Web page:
Whether you’re a regular gym goer or exercise on the odd occasion, it is extremely important to understand how alcohol can affect your body pre, during and post exercise. Whether it’s as simple as a weekend football game or you train on a dedicated daily basis, alcohol will have effects on your performance. Having a balanced and sensible approach to drinking alcohol is extremely important if you’re looking for a change in your body, performance or stamina. Reaping the rewards for all your efforts will be less likely without a sensible attitude.
The government agency, Sport England, have compiled evidence which shows that more people are getting involved in sports and exercise than ever before. An estimated 7 million plus adults are actively engaging with sport but then when you compare these figures with NHS ones which shows that 37% of men and 29% of women are drinking over the recommended daily unit guidelines, we’d imagine that there are some overlaps. It’s all well and good that Brits are getting more active but is alcohol consumption counteracting our best efforts?
Alcohol and Sports Performance
In the most basic terms alcohol has a detrimental effect on your sporting performance. This is down to the two ways in which it affects your body during exercise.
Alcohol is a diuretic, this means it causes your body to produce excess urine and consuming too much alcohol can result in dehydration. If you exercise too soon after drinking this dehydration can be further exacerbated or sped up as your body also sweats as your temperature increases. The combination of this sweating and the diuretic effects of alcohol makes dehydration much more likely. To exercise effectively and safely you need to be fully hydrated to ensure you keep your blood flow levels maintained throughout your body. Without maintained blood slow oxygen and other nutrients don’t reach your muscles. Similarly, keeping hydrated is essential for levelling your body temperature.
Secondly, alcohol has a significant impact on how your body makes energy. As your body is metabolising alcohol your liver becomes unable to produce as much glucose as you may need. This in turns mean you have low blood sugar levels and exercise requires high levels of sugar to provide you with the necessary energy to perform. Exercising intensely and at your peak will be extremely difficult with lowered glucose levels and this also goes for your coordination and concentration levels.
Exercising after a Night Out
The infamous hangover is not conducive to performing well in your exercise regime or chosen sport. Drinking alcohol the night before a planned exercise session or match is likely to have a negative effect on your performance. Even if you don’t suffer from the regular symptoms of a hangover such as dehydration and headaches, it can still have an adverse effect on your body. The quality of your session will, as standard, be of lower quality to usual.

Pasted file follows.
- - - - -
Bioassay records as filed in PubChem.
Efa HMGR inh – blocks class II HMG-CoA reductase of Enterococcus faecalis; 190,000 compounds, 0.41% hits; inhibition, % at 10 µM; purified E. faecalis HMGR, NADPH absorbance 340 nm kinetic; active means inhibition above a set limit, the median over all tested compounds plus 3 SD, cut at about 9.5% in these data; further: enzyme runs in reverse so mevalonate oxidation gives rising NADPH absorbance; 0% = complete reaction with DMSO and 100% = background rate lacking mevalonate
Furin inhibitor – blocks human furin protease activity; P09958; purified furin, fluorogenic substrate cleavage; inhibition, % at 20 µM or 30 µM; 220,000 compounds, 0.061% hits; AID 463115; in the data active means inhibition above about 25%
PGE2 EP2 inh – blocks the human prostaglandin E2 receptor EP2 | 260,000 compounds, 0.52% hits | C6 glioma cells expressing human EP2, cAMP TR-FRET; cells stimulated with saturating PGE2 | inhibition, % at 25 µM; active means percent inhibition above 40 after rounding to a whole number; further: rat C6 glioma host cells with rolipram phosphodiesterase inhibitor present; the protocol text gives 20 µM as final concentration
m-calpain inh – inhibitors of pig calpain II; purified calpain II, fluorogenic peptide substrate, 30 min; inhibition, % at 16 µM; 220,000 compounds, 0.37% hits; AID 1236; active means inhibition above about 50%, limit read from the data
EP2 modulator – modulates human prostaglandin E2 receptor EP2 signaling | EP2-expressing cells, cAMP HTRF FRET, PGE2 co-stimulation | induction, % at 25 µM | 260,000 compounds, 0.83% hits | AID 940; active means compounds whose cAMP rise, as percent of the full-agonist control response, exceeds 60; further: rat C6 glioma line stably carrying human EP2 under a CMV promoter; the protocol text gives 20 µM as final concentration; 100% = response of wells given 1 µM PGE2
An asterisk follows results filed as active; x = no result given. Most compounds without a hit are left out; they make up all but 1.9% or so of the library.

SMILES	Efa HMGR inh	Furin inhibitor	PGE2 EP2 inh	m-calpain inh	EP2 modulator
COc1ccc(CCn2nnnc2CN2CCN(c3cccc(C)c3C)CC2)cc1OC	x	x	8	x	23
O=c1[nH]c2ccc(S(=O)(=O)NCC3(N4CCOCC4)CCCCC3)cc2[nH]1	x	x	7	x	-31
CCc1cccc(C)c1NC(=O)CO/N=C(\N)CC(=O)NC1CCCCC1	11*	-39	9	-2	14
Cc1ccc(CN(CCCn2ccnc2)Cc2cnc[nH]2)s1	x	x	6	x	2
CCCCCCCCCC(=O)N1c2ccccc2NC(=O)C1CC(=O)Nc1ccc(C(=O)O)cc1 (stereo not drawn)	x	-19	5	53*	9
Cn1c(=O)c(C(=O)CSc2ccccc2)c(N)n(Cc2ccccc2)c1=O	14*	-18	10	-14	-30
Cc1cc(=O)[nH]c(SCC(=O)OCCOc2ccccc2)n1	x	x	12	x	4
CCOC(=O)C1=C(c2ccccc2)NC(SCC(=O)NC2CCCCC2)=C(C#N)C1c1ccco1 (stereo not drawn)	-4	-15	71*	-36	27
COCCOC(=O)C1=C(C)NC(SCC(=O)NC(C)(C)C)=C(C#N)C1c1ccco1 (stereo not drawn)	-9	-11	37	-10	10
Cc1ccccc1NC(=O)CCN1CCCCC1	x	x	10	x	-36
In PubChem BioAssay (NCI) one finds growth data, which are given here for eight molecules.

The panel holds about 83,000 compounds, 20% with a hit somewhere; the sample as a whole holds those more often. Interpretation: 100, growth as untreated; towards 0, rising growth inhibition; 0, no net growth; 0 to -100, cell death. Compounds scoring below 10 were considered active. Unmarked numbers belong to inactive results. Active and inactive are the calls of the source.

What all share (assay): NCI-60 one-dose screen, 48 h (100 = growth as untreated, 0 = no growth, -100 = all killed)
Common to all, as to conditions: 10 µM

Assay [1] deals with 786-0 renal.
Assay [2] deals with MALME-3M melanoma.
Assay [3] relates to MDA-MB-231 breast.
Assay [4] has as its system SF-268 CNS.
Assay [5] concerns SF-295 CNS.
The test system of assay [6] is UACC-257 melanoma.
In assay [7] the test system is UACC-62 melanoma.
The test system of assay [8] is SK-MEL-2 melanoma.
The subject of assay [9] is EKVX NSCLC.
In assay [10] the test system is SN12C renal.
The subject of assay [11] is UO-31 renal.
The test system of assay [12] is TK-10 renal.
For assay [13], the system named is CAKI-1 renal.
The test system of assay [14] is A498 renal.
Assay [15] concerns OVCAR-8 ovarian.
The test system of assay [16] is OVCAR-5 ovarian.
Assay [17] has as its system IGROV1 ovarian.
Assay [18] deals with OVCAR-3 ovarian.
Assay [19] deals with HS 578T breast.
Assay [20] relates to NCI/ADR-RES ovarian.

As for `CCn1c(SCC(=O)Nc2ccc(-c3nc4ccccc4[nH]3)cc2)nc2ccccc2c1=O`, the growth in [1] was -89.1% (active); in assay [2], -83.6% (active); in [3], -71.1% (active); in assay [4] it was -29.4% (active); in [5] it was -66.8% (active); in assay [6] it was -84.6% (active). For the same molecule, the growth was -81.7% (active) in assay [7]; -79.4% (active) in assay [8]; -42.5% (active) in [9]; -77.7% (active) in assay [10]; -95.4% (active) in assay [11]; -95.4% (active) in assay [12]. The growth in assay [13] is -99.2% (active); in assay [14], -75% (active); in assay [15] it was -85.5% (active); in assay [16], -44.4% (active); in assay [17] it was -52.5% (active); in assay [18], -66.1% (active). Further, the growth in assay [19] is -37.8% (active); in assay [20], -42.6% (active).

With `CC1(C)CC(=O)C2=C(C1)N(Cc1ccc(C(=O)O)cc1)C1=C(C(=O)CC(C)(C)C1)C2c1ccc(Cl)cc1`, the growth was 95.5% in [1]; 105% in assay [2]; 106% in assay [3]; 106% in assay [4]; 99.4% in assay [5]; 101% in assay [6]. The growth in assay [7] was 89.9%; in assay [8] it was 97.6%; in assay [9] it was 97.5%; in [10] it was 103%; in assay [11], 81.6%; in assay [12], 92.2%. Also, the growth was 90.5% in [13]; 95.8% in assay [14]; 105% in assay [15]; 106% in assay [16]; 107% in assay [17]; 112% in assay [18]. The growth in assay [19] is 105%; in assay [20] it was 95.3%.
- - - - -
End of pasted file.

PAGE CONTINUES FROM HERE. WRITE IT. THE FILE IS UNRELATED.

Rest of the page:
You will naturally lack speed, strength and power. You won’t be able to make necessary split second decisions if involved in sports games and it’s more likely your body will feel tired. Your liver won’t be able to focus on clearing the lactic acid build up in your muscles because it’s focusing on clearing the alcohol toxins. Experts suggest you should always avoid alcohol the night before an intensive gym session or competitive team game. In the event that you feel alcohol is necessary, experts further suggest no more than one drink with food.
The Long Term
Alcohol is high in sugar which means it’s also high in calories. The calories in alcohol are said to be nearly the same as those you’d find in pure fat and therefore consuming too much will impact upon the speed of your weight loss and work on your body. As your body is not designed to store alcohol it works on trying to remove it as quickly as possible which means it can’t focus on absorbing food’s nutrients and burning fat.
Muscle gain can also be affected negatively as drinking alcohol can lead to disrupted sleep patterns and the hormones necessary for muscle growth are only released when you’re in deep sleep. Even more worryingly, evidence suggests that drinking can increase the likelihood of unusual heart rhythms developing. This risk is significantly increased if you exercise up to two days after drinking heavily. Your heart is put under far too much stress if you are still dealing with the after effects of alcohol and you choose to exercise. The long term effects of consuming too much alcohol also include heart disease, liver disease and cancer, all of which could mean you can no longer exercise at all.
Keeping your drinking in check is always a good idea if you’re interested in keeping your body in the best condition it can be. No one is suggests you should never touch another pint but moderation is key and it makes sense to assess whether you are regularly consuming over your daily recommended allowance and if you find this to be true, cut back. Your sporting performance is not the only thing that will be affected in the long term.
by Kath Webb
by Jessica Ambrose
by Jessica Ambrose
by Jessica Ambrose
by Kath Webb